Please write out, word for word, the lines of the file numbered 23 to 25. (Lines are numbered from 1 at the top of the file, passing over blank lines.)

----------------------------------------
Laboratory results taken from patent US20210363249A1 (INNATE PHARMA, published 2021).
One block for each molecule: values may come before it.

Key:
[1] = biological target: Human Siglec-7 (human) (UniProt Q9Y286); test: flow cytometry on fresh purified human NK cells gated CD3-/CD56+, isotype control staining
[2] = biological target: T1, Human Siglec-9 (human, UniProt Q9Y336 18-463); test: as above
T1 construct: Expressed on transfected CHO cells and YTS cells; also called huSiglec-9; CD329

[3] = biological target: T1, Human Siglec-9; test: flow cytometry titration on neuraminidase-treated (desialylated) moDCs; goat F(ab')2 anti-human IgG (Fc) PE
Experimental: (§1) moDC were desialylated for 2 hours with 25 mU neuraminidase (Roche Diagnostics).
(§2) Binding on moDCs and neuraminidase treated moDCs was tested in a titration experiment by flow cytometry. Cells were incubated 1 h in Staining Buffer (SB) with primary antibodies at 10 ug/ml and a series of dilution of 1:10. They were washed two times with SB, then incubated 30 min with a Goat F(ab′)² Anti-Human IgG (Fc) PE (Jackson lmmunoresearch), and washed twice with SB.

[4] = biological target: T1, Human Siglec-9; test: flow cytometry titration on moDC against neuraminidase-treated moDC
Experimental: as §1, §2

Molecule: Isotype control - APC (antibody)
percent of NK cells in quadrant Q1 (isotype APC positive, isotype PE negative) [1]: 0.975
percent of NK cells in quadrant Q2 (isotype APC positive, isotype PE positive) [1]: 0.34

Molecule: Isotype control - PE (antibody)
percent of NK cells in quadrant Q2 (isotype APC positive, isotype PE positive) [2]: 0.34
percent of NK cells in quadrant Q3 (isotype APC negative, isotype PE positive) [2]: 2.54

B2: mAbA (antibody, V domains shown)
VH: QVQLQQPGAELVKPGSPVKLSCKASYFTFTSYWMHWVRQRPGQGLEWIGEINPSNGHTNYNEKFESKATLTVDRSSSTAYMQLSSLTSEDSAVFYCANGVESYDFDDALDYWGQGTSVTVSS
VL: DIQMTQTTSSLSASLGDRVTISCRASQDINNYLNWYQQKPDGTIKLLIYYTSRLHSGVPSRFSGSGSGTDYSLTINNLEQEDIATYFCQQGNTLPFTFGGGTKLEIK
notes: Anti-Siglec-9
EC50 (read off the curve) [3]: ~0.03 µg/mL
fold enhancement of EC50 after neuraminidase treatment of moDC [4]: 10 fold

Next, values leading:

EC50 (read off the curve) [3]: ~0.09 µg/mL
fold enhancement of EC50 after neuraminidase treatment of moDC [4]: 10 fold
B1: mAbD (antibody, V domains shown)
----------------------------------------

fold enhancement of EC50 after neuraminidase treatment of moDC [4]: 10 fold

Next, values leading:

EC50 (read off the curve) [3]: ~0.09 µg/mL